What I Learned From Brian Greene This Summer
I enjoy watching Brian Green on Colbert or sparring with Richard Dawkins. Several years ago I read his book “The Elegant Universe.” His way of presenting and explaining concepts was easy on the physics jargon and abundant in the joy.
I got a paperback copy of Greene’s 2011 book “The Hidden Reality: Parallel Universes and the Deep Laws of the Cosmos” (Vintage Books, New York.) It waited patiently in line as I finished a few other books.
What is this book about? Maybe these multiple universes are like “The Wizard of Oz” or “City on the Edge of Forever.” I can tell from Greene’s presentation that there’s not much science that supports this idea of many universes.
Here’s what I learned from Greene’s book:
Multiverses? Apparently multiverses are just a “proposal” based on ”one perspective.” And parallel universes? Greene states clearly on page 9 that he’s “ not convinced…no one should be convinced” on the subject of parallel universes.
According to Greene, Einstein “refused to be mathematics’ pawn” when he learned about George LeMaitre’s expanding universe. This reaction is a wonderful contrast to the story that Einstein said “God doesn’t play dice.” p. 13
Sir Isaac Newton apparently left his fellow scientists clues to the next mystery. How
does Newton’s gravity exert its influence over objects? Newton told his readers that he would leave that question to their “consideration.” p. 14
Not until Einstein did anyone seriously consider that question. With curved space-time, Greene notes that the “time” part of the situation gets under-described in popular media, then shares a wonderful description. p.14
Time, according to General Relativity, passes slower the closer one is to mass. “All objects ‘want’ to age as slowly as possible. From an Einsteinian perspective, that explains why an object falls when you let it go.” P. 15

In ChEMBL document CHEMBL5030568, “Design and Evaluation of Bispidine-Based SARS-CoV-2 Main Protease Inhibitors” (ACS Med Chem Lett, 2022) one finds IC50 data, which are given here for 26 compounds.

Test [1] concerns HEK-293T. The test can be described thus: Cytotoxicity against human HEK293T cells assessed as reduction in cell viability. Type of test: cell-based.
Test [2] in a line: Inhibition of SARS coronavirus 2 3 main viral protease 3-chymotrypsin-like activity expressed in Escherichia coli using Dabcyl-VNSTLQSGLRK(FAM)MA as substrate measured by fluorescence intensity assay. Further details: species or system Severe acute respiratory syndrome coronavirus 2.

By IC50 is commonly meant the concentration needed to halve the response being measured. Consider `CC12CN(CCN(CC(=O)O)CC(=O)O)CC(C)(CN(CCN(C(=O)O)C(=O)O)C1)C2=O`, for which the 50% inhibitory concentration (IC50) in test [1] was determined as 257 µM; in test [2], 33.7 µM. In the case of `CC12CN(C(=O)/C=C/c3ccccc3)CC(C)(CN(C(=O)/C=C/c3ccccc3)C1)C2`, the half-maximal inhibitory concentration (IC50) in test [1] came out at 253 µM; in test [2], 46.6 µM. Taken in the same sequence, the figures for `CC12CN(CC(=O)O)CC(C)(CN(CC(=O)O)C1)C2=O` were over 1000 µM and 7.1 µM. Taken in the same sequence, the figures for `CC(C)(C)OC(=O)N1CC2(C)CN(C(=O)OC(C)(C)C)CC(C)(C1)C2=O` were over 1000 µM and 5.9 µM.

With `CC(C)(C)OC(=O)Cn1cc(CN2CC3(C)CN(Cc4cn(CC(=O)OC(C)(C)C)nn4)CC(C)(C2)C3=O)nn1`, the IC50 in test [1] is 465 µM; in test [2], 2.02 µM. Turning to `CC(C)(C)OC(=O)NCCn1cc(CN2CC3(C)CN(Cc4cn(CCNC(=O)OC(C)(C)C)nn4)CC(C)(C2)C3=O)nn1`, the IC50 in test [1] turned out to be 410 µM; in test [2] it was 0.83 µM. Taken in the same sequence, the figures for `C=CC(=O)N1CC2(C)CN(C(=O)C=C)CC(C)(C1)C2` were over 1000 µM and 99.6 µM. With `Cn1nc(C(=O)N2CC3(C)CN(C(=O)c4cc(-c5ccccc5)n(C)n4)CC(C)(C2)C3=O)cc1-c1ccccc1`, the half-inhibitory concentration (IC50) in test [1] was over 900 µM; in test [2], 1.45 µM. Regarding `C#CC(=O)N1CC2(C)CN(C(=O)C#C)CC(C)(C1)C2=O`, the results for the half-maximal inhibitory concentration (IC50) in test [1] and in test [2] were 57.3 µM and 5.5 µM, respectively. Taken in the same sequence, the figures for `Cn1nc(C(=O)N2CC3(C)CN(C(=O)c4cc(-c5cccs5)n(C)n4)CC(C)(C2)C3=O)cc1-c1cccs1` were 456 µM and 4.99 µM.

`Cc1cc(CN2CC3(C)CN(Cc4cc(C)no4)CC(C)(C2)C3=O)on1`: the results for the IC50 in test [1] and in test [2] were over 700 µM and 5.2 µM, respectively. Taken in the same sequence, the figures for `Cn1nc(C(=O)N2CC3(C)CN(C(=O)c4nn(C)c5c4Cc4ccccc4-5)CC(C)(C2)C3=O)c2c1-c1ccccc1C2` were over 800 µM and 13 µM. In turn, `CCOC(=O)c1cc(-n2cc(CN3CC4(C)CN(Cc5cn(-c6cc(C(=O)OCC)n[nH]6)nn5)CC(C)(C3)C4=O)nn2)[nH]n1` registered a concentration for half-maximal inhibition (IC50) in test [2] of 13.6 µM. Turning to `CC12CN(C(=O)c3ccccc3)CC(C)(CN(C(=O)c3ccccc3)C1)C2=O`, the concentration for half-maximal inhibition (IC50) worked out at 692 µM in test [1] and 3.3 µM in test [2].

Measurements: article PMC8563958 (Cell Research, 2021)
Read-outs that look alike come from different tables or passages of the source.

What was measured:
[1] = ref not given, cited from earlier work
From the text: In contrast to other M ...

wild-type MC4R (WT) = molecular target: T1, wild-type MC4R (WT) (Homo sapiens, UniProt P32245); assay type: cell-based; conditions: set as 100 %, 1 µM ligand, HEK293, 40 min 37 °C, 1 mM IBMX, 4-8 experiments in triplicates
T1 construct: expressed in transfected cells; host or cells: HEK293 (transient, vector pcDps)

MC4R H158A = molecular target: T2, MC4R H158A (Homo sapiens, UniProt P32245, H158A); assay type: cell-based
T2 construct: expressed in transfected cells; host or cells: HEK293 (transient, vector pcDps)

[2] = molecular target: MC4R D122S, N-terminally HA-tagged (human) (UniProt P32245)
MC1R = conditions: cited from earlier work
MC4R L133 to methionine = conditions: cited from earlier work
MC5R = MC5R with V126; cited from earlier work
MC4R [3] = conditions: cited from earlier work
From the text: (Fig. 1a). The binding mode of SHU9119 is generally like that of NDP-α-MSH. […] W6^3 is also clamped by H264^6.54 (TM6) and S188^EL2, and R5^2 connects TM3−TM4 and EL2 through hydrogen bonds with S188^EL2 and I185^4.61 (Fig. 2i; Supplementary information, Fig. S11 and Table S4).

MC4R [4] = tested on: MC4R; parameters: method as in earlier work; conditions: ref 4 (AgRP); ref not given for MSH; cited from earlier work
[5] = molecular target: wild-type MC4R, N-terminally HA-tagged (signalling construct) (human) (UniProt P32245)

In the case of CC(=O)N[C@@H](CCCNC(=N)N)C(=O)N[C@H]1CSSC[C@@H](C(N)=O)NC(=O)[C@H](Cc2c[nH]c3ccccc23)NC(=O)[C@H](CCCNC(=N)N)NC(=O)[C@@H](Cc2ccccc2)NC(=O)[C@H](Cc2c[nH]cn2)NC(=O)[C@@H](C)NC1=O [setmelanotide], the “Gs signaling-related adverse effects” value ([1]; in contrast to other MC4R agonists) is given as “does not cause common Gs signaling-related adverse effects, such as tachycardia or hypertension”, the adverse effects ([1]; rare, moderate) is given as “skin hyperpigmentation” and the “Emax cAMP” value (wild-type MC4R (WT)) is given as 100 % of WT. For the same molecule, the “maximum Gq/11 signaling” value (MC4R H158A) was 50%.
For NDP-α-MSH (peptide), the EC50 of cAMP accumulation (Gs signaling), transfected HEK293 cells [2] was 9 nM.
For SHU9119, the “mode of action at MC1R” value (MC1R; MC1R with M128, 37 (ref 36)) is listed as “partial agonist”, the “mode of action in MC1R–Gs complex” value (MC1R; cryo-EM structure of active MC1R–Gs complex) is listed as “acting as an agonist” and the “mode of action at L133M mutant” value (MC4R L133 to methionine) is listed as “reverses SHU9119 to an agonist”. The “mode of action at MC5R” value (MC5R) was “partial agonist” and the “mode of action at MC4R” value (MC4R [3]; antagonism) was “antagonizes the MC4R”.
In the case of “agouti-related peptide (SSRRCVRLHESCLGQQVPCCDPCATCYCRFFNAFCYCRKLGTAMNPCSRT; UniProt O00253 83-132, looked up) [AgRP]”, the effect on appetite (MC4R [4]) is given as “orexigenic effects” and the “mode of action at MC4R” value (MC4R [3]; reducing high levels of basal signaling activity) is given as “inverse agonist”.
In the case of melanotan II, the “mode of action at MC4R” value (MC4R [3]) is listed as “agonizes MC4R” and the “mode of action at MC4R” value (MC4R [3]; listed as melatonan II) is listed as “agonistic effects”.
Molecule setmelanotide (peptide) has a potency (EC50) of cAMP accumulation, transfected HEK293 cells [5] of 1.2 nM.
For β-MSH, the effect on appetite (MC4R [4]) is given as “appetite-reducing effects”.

The art of theoretical physics is the art of knowing what to ignore. p. 17
If you’ve seen one 100-million light-year chunk of the cosmos, you’ve pretty much seen them all. p. 18
Uncertainty Principle analogy: think about photographing a fly. If your shutter speed is high you’ll get a sharper image that shows location, the position of the fly, but less information about the motion of the fly. Which way os it going? How fast? If we use a slower shutter speed, we can get more ideas about the motion of the fly, but less about the exact position. p. 35+
We can’t see the magnetic field around a magnet, but we can see it’s effects. There are other kinds of fields. p. 56
The Inflation field, important in the concept of multiversese, is only hypothetical p. 57
WhenI was about a third of the way thru the book, I was listening to a presentation by a cosmologist and she was asked about multiverses. She said that for her, the idea was more like a science fiction topic than a science topic. I thought back to all the qualifiers I had read in this book.
proposal, conception, “I’m not convinced” if…, possibilities
I enjoy Greene’s style of writing, and found this book easy to read. To be more exact, I found the first third that I read easy to read. I kept on bumping into disclaimers that warned me that this was not a topic I would find helpful in understanding and teaching astronomy..
Is the topic of multiverses and parallel universesa science fiction for me, too?
Yes, I decided. Multiverses might be a topic for science-fiction.. I like scify, but I want more action in my scify stories.
So I stopped reading after only 158 pages, and moved on to my next book.